"True bravery is when there’s very little chance of winning but you keep fighting."
Joe Biden quoted those words, told to him by his late son Beau's anesthesiologist while the Biden family coped with their son's progressing brain cancer in 2014 and 2015.
Two years later, the former vice president of the United States sat down with Man Booker Prize-winning writer George Saunders at the Adrienne Arsht Center as an accomplished foreign policymaker and bereaved father to discuss his new memoir, Promise Me, Dad: A Year of Hope, Hardship, and Purpose.
Biden's memoir is a sobering look at the grief of losing a child. He remembers his last Thanksgiving with Beau in Nantucket and his son's sense of duty as attorney general of Delaware and a member of the National Guard. Having lost his first wife and daughter in a car accident in 1972, Biden is no stranger to grief; it runs parallel to his narratives of foreign-policy work, his early decision to run for the presidency, and his reversal of that decision at the last minute. "If Beau had never gotten sick, we would already be running. This was something we would have done together," he writes in the book. "[T]he idea of not running started to feel like letting him down, like letting everybody down." He adds that "grief is a process that respects no schedule and no timetable."
"I learned my value set at my grandpop’s breakfast table and my dad's dinner table,” Biden told Saunders. In the current era of tabloidesque news about Donald Trump, hearing Biden speak feels like being transported to a time when politicians rolled up their sleeves and honored their middle-class upbringing instead of bragging about sexual assault and their gilded-gold everything.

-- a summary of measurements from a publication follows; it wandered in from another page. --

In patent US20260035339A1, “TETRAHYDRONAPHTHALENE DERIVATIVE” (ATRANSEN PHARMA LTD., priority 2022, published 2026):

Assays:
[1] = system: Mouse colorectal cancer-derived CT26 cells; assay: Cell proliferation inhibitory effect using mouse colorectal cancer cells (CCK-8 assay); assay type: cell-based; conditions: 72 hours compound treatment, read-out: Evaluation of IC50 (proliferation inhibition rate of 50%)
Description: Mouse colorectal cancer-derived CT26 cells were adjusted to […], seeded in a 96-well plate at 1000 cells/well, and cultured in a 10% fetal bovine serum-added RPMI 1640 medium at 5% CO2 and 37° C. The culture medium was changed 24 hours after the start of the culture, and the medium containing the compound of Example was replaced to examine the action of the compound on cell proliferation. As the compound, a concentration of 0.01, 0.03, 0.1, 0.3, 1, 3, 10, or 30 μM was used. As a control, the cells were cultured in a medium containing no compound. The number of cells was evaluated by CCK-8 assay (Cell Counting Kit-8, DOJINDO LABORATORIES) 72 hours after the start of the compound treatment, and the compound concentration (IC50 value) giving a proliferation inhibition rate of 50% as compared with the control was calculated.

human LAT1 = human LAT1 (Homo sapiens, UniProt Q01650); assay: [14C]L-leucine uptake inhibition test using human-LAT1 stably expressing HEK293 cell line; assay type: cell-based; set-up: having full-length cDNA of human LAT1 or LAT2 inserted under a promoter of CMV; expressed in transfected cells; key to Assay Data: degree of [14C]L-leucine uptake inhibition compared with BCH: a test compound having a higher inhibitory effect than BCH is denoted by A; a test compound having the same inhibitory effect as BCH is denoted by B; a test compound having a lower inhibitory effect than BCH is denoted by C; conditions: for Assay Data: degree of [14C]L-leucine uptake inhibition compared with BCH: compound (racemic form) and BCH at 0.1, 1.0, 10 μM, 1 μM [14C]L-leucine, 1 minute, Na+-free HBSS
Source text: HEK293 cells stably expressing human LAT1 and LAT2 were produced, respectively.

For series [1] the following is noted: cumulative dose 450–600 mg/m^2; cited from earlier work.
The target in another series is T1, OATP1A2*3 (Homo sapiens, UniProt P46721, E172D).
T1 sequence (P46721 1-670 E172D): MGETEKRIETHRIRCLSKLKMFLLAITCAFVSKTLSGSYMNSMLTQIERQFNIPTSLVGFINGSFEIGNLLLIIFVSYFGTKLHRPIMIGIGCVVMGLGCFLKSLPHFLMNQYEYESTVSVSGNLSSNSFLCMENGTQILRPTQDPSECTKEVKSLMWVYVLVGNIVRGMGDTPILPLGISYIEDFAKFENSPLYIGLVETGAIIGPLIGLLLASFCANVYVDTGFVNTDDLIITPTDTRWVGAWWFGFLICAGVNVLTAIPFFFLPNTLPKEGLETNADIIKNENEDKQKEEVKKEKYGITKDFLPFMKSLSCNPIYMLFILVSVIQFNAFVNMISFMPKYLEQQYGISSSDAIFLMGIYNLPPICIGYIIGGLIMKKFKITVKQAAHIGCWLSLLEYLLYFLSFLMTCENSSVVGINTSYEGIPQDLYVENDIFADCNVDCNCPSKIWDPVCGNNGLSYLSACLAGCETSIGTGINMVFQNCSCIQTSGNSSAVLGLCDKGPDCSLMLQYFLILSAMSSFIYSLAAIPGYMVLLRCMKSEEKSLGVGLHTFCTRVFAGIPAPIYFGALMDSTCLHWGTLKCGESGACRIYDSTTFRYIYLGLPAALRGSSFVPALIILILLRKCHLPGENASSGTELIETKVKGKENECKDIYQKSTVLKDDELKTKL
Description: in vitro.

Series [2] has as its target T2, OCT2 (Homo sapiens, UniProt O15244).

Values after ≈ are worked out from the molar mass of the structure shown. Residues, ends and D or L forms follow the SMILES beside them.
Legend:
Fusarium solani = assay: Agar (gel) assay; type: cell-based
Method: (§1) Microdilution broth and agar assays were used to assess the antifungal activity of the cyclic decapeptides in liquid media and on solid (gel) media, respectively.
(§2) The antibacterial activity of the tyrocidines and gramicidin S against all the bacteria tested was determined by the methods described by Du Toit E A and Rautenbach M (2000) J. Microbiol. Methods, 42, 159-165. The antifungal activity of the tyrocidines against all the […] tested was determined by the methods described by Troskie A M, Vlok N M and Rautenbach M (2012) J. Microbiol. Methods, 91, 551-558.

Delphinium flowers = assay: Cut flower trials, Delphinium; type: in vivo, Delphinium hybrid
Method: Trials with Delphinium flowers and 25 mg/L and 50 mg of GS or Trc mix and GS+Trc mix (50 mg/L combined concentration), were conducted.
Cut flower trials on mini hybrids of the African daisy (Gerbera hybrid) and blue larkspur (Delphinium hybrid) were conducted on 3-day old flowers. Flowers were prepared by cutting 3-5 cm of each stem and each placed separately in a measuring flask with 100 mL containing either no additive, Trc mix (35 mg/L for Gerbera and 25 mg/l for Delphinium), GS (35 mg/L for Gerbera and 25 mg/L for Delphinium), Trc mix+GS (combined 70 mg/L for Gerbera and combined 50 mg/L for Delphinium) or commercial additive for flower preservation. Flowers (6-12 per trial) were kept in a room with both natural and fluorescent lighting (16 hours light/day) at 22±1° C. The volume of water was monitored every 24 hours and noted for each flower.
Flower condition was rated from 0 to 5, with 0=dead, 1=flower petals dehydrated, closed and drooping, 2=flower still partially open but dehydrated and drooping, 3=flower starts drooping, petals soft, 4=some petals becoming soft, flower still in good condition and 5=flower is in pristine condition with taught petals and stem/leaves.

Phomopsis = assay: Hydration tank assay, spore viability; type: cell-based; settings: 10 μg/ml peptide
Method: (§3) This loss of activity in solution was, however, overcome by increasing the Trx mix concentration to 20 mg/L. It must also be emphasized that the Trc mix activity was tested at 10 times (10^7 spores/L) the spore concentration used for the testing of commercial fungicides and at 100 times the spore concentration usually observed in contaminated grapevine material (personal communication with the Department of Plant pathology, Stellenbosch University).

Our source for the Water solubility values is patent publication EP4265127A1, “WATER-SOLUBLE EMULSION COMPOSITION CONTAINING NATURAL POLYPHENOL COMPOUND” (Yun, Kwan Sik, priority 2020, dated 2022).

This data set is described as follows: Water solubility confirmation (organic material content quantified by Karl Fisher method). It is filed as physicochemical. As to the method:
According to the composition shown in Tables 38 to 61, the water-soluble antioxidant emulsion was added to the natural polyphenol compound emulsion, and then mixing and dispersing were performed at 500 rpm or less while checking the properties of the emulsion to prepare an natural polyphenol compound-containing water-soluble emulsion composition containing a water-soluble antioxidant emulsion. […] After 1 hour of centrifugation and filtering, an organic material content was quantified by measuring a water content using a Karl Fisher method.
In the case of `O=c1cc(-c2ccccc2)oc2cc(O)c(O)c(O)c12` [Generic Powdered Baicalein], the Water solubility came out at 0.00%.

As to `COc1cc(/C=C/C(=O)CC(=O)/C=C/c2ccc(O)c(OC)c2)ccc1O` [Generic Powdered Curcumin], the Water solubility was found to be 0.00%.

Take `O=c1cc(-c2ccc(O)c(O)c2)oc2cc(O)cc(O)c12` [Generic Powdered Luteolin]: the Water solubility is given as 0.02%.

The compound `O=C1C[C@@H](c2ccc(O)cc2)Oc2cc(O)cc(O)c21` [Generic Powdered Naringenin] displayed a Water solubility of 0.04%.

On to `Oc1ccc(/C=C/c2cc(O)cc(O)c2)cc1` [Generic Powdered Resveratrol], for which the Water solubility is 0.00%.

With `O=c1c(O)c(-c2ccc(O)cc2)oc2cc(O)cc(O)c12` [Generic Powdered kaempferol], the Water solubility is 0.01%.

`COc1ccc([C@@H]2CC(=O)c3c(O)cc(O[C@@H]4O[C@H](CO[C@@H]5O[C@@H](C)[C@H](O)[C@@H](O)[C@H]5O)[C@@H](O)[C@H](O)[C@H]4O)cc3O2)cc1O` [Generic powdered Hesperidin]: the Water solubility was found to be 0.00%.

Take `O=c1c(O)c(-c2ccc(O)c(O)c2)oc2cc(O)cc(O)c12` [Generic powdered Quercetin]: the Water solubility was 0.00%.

Onstage, he told Saunders that his empathy comes from his middle-class upbringing in Scranton, Pennsylvania, and Wilmington, Delaware. "You’re defined by your courage, and you’re redeemed by your loyalty,” he remembers his mother telling him, a quote he has gone on to repeat in countless speeches. He recalls a lesson he took with him from schoolyard squabbles to the Capitol: "You could not criticize someone for something they have no control over."
In the midst of his grief, Biden welcomed his work as vice president as a channel for achieving catharsis through helping others. His father used to tell him: "A lucky person gets up in the morning, puts his two feet on the floor, knows what he has to do, and still thinks it matters,” Biden told Saunders. Less than a month after Beau passed, Biden, who was in South Carolina, traveled to Charleston to comfort families of victims of the church shooting. He gave his personal phone number to the bereaved, "hungry to feel better."
"As much sorrow as there is in the world, you never, never stop trying to make it better," he says. "And you make it better.”
Saunders shifted to the book's unspoken anxiety about the future under the current administration. "What the hell is going on?" Saunders asked. The room erupted in manic agreement.
"I think this is one of the most dangerous times in modern American history," Biden answered. "Silence is complicity."
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Though Biden never names Trump in his book or onstage, he takes an aggressive approach to the "half-baked nationalism" and "phony populism" espoused by the alt-right and Steve Bannon. Contrary to the stereotype of the fool he was often saddled with during his vice presidency, Biden couches his argument with references to Hobbes, Kant, and history, describing the way despots abuse shifts in global industry and technology to engineer their platform.
It's possible Biden's memoir is his first big step toward a 2020 presidential run, as his son urged him. But for the 75-year-old, after so much loss, the book makes clear that his personal sorrow and hope for America are not separate strands but intrinsically linked: "Duty gives me something to hope for and makes me nostalgic for the future.” That hope is bravery too.
“There’s reason for hope," Biden said. "This is going to be tough, and it’s going to continue to be tough for the next three years. But, you know, the American people, when given a chance — it’s not hyperbole — they’ve never, ever, ever, ever, ever let the country down.
“But for 74,500 votes," he pointed out, "we wouldn’t be having this conversation.”